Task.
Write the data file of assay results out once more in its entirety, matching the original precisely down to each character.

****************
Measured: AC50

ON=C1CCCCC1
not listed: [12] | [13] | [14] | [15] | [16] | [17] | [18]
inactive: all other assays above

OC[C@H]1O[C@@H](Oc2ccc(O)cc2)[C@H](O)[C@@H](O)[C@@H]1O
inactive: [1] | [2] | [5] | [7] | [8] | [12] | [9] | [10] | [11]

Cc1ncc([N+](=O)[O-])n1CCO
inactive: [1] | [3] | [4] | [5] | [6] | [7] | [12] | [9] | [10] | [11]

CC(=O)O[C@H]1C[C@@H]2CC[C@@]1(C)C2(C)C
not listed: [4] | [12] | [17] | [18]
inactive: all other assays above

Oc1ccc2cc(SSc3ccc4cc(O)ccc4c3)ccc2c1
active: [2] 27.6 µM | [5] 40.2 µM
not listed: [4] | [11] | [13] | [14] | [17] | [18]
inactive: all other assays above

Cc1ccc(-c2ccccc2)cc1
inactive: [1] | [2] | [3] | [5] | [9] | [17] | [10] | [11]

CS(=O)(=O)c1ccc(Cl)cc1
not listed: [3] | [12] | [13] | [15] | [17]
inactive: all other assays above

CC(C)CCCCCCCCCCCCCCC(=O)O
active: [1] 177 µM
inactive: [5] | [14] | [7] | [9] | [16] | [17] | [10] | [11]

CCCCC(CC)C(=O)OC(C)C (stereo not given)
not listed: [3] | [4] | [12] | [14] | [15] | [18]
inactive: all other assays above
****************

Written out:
Measured: AC50

ON=C1CCCCC1
not listed: [12] | [13] | [14] | [15] | [16] | [17] | [18]
inactive: all other assays above

OC[C@H]1O[C@@H](Oc2ccc(O)cc2)[C@H](O)[C@@H](O)[C@@H]1O
inactive: [1] | [2] | [5] | [7] | [8] | [12] | [9] | [10] | [11]

Cc1ncc([N+](=O)[O-])n1CCO
inactive: [1] | [3] | [4] | [5] | [6] | [7] | [12] | [9] | [10] | [11]

CC(=O)O[C@H]1C[C@@H]2CC[C@@]1(C)C2(C)C
not listed: [4] | [12] | [17] | [18]
inactive: all other assays above

Oc1ccc2cc(SSc3ccc4cc(O)ccc4c3)ccc2c1
active: [2] 27.6 µM | [5] 40.2 µM
not listed: [4] | [11] | [13] | [14] | [17] | [18]
inactive: all other assays above

Cc1ccc(-c2ccccc2)cc1
inactive: [1] | [2] | [3] | [5] | [9] | [17] | [10] | [11]

CS(=O)(=O)c1ccc(Cl)cc1
not listed: [3] | [12] | [13] | [15] | [17]
inactive: all other assays above

CC(C)CCCCCCCCCCCCCCC(=O)O
active: [1] 177 µM
inactive: [5] | [14] | [7] | [9] | [16] | [17] | [10] | [11]

CCCCC(CC)C(=O)OC(C)C (stereo not given)
not listed: [3] | [4] | [12] | [14] | [15] | [18]
inactive: all other assays above